Last night I left Whole Foods Market – an inherently feel-good sort of place – guilty and confused, carrying my groceries in overly large brown paper bags, which are apparently deemed by the Earth-friendly grocers the lesser of two disposable-bag evils.

I was feeling so conscientious, stocking up on fruit and organic energy drinks, until the cashier asked, “What type of bags would you like?”

Plastic bags, though still on hand at the register, were on the fast track to banishment (according to a recent Star-Telegram piece). Paper, I figured, was nearly as environmentally negligent. I felt pressure to spring for a couple Whole Foods reusable totes, but I’d already jacked up my grocery bill to compensate for WFs wholesome products and uber-green aura. Looking at the long line behind me (spotting fellow customers with canvas grocery bags in hand). I answer, though it comes out like a question, “Plastic?” The clerk shoots me a sanctimonious glare (okay, not really but I imagined it for a second).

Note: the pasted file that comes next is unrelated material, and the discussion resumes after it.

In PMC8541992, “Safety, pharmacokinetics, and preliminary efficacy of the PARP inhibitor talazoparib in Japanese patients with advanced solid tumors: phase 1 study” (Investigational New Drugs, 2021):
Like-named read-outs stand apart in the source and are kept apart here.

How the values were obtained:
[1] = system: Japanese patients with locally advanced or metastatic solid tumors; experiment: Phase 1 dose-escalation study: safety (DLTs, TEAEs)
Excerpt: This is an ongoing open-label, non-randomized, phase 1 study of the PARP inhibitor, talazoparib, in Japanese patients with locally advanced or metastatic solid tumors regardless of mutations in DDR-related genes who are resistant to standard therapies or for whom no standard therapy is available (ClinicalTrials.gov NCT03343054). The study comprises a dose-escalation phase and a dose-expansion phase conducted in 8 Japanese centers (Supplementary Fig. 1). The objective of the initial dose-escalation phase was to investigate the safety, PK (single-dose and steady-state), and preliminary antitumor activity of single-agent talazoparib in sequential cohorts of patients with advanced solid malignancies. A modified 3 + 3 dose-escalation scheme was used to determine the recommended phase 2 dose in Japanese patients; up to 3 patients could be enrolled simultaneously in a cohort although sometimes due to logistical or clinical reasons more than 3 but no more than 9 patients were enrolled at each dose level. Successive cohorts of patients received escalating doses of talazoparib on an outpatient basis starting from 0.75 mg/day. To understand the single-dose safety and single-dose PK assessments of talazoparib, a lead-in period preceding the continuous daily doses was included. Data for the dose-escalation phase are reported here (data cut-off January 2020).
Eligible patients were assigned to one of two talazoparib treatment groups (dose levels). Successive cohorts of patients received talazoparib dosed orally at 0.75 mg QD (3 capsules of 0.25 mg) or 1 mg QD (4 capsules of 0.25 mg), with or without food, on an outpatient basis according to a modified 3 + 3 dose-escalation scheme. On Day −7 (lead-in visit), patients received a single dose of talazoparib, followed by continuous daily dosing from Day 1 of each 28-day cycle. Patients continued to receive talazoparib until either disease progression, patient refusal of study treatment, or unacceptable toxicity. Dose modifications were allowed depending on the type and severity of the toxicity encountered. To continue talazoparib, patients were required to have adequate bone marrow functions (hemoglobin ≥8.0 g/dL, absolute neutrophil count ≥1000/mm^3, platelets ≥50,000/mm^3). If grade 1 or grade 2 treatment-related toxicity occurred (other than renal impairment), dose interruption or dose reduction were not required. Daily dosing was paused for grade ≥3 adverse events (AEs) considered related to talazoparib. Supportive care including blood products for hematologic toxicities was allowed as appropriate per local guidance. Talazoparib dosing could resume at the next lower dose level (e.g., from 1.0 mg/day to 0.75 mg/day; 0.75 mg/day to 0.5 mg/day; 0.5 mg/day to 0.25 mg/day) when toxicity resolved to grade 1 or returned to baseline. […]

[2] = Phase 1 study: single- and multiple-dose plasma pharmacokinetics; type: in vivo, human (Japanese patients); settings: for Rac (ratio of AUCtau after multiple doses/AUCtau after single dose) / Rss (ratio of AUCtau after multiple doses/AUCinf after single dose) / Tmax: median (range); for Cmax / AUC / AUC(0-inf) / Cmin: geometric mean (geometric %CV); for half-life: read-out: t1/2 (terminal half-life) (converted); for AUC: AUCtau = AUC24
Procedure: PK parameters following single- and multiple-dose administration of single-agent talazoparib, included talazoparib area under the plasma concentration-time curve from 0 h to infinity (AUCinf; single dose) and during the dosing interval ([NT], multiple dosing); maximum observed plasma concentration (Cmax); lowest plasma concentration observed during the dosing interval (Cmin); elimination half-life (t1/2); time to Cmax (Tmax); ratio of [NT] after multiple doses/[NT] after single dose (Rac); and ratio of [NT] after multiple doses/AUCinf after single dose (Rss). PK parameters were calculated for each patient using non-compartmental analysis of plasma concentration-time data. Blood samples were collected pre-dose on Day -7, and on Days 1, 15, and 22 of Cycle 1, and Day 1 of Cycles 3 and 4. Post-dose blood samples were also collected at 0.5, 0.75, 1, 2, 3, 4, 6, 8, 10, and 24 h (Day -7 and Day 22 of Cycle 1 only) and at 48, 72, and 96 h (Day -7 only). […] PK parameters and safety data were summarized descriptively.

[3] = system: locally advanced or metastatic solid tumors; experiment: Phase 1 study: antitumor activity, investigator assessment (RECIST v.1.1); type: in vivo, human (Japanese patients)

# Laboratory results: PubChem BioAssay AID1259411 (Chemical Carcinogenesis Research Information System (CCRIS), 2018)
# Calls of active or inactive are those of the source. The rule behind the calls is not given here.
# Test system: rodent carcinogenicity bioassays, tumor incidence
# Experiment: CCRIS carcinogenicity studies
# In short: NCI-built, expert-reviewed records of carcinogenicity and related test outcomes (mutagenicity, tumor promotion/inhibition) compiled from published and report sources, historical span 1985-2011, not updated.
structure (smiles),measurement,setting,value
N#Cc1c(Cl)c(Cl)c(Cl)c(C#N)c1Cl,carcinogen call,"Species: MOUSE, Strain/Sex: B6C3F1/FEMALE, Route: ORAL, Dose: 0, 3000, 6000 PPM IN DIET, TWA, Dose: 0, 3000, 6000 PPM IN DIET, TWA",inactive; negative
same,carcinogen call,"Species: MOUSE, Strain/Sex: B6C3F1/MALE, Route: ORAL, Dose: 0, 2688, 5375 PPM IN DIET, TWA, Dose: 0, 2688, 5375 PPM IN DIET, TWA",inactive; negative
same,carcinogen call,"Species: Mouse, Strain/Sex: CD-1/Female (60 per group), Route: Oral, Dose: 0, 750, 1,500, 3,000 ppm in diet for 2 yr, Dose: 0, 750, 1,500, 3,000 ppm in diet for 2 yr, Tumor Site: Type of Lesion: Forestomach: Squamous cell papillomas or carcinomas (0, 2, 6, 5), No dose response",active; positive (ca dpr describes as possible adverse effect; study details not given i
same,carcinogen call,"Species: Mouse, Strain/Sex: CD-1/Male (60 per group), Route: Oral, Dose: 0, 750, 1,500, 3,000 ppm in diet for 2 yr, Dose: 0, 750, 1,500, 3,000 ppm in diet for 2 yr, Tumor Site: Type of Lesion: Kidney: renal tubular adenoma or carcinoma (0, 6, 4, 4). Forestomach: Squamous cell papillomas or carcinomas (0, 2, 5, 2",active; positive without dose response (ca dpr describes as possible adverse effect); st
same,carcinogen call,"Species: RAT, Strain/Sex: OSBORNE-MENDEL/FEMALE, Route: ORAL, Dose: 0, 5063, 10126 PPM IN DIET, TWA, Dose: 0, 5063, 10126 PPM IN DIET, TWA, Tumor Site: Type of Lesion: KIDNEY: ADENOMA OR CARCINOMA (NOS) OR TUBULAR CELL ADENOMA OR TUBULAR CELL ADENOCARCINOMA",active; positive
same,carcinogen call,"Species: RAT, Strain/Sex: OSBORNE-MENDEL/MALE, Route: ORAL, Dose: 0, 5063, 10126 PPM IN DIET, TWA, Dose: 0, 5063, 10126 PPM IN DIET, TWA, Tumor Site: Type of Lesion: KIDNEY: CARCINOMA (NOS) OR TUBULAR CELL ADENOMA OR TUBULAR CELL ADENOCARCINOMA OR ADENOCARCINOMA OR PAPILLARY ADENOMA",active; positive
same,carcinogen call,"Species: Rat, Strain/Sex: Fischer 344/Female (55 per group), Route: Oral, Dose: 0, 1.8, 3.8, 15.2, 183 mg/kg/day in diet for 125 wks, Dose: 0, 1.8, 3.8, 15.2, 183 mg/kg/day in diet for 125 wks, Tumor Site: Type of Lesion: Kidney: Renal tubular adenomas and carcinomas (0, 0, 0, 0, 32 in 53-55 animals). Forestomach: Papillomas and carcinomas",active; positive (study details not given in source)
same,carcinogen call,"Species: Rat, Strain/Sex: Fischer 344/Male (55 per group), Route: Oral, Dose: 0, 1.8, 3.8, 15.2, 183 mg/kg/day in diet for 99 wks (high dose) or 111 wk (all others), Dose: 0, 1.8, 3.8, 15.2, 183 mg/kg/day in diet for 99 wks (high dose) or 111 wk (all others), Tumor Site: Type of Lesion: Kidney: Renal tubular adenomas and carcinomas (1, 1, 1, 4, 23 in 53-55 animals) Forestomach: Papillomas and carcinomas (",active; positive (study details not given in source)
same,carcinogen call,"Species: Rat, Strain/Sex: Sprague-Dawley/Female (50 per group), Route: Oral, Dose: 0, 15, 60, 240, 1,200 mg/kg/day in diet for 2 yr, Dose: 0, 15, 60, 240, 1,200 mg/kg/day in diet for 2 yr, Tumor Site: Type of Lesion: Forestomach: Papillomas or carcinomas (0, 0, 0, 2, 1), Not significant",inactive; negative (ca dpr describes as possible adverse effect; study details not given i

Walking through the Greenville store parking lot, palpable paper sack in hand, I reprimand myself. (I should have canvas grocery bags.) Then I defend myself. (Who can keep track of canvas grocery bags? I can’t even find my car.) I don’t face this dilemma when I shop Kroger. But should I? For now, I can only promise to dutifully recycle my paper.

A spokesperson, Karen Lukin, confirmed Whole Foods is doing away with plastic bags, any left in stores are just being used up. The goal is to rid all stores of plastic bags by April 22, Earth Day.

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